Feeling uneasy in the night, Haboosh rose even earlier than previously, and the camels did not like it one bit. They all protested, roaring and spitting at their various handlers. Zumbah had quite a time with Rutilius's camel, which hated the experienced rider, Rutilius, and hated Zumbah just as much for rousing it too early. The camel did not even wait to be mounted before it ran after Zumbah.

Zumbah had to use the whip to keep the camel from biting him as it lunged at him. But Zumbah was so fleet-footed, finally the camel gave up, and resigned to its fate, allowed Zumbah to lead it to Rutilius, kneel and be mounted without a single groan or spitting of its horrible, stinking green phlegm.

They had just started off and were passing between two low ridges of rocks when suddenly they saw they were being set upon by two bands of Arabs at the same time.

It seemed hopeless, but Haboosh's men were well trained. Each leaped down with his weapons, pulling the animals to the center so they could have some protection that way, and they fought back with all their might.

Swords, arrows, daggers, they used everything they had, and the attackers fell back momentarily, leaving about six of their number lying dead.

In the respite, Zumbah pushed Rutilius to run for it. He pointed toward a distant rock. Rutilius understood, and Zumbah ran out, making a big noise as he taunted the Arabs and shook his curving sword to distract them while Rutilius dashed off for the distant rock.

With blood-curdling shrieks and shouts the Arabs all dashed forward against Haboosh's men, but Rutilius got away safely to the sheltering rock, and there he looked back as he gasped for breath.

From the bodies of the Arabs that soon fell on the sands, he saw Sheikh Haboosh was not going to go easily, and when the enemy pulled back a bit, that was his opportunity. Haboosh led a retreat to the rocks on one side, and there they were able to better fend off their attackers in the next attack which surely was coming.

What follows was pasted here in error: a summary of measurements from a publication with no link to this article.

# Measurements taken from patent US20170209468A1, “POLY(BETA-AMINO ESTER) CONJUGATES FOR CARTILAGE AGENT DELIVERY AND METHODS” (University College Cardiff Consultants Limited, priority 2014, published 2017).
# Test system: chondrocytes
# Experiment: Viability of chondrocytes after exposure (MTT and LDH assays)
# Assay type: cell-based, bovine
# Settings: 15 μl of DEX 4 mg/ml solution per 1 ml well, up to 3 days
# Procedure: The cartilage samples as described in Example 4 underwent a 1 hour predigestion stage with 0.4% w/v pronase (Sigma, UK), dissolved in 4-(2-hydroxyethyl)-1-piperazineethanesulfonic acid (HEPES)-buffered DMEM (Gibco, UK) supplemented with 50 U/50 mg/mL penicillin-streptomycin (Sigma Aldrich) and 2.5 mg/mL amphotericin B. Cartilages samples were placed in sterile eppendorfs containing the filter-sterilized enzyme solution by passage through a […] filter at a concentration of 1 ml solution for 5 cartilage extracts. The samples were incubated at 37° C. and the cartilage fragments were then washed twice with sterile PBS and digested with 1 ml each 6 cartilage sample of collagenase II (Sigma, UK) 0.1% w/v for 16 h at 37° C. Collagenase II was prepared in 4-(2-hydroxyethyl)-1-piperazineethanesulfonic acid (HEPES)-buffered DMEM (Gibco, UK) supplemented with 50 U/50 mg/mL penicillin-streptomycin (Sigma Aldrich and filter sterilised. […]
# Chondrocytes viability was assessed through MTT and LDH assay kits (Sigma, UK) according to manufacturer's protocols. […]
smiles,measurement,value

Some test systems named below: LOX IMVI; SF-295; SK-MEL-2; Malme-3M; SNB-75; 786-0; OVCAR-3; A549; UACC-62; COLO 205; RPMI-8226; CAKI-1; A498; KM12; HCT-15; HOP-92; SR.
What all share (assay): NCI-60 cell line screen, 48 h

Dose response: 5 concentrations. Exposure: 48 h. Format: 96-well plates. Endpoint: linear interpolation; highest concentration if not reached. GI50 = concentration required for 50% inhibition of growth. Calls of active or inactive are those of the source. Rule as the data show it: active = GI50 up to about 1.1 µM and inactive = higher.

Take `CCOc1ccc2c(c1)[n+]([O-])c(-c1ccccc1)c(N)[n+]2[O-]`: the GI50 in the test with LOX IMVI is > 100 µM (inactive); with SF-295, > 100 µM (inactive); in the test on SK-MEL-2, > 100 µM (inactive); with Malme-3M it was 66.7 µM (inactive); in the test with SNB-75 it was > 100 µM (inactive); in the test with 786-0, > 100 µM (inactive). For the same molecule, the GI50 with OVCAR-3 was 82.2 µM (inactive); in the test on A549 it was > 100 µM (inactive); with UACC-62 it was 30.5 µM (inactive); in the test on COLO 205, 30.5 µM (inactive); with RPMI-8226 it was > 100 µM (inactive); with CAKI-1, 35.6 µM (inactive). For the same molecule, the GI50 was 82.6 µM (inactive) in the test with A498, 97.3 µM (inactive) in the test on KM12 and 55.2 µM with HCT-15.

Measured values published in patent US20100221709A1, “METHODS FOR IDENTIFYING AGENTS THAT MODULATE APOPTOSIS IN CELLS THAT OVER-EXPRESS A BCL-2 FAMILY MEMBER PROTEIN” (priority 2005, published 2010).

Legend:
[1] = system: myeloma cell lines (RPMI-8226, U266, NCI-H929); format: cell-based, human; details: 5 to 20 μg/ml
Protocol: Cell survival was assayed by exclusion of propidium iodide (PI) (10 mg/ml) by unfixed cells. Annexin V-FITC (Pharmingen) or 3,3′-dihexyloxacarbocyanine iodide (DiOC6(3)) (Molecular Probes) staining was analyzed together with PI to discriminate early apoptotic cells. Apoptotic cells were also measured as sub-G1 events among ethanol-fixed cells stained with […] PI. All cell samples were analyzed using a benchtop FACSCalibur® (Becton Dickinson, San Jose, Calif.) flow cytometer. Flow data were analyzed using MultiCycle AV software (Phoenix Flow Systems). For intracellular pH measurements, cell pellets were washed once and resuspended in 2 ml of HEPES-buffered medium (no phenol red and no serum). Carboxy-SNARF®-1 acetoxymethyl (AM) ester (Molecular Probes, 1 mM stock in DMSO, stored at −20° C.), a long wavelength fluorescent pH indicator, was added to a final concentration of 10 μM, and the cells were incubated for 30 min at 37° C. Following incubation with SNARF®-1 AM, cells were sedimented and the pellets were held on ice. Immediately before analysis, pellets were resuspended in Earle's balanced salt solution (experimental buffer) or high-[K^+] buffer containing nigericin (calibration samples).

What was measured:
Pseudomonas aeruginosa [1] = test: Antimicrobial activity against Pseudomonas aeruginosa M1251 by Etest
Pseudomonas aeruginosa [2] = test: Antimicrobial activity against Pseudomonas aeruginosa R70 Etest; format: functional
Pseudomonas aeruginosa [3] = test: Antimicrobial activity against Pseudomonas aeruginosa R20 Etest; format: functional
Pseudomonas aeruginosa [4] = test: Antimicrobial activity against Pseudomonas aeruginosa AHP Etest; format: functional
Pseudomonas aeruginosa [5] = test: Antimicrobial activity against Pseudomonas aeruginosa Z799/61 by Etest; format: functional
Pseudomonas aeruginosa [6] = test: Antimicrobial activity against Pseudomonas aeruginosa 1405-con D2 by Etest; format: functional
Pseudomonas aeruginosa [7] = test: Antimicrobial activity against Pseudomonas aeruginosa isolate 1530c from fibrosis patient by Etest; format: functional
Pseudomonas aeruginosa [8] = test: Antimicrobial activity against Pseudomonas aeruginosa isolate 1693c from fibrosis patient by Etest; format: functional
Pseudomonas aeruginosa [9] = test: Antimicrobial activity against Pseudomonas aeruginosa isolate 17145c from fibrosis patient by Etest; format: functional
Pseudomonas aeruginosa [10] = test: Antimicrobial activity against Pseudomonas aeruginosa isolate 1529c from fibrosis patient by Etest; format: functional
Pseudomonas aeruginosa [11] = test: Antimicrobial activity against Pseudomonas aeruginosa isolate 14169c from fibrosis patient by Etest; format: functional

The animals, meanwhile, were fogotten by both sides and milled about. Some lay down under their heavy packs. A camel or two wandered off, and one, without a load on it, came close to Rutilius where he hid.

Zumbah and Flautus were pinned down in the rocks with Haboosh and his surviving caravaneers. It was only a matter of time, of course, before they were worn down and overcome by superior numbers. With so many in their force, the Arabs could take their time, for they knew heat and thirst would do their work to weaken the beseiged men. Seeing that the activity was dying down and becoming a siege, Rutilius knew it was now or never.

Before he could be stopped, Rutilius caught the reins of the the camel nearest him, led it to the road, climbed the rock and then mounted the camel and set off for help from the nearby Petra garrison.

The Roman milestone on the roadbed told him he had five miles to go. In ordinary circumstances, that was not so far. But now every mile seemed to be much longer! He rode the camel mercilessly, and felt his stomach thrown into his chest with the rolling and rocking gait of the racing camel.

How much longer would the camel go before it dropped beneath him in protest? He had to kick and whip it, to keep up the pace, for every moment counted, as Flautus and Zumbah battled for their lives against dozens of caravan raiders.

The only way in to Petra from the south was though the dry streambed called the Siq. Would he find it? Fortunately, Traianus's engineers had marked the entrance clearly for the caravans and garrison soldiers--there could be no mistaking it, even at dusk when the fading light plays tricks with shadows and forms, for there was a tall pillar with Traianus's name given in welcome to his provincial capital of Arabia-Petraea.

Reaching the end of extremely narrow, cliff-squeezed Siq, which allowed camels and donkeys only single-file in many places, Rutilius's first view of Petra was an ancient tomb that seemingly blocked his way as he raced toward it.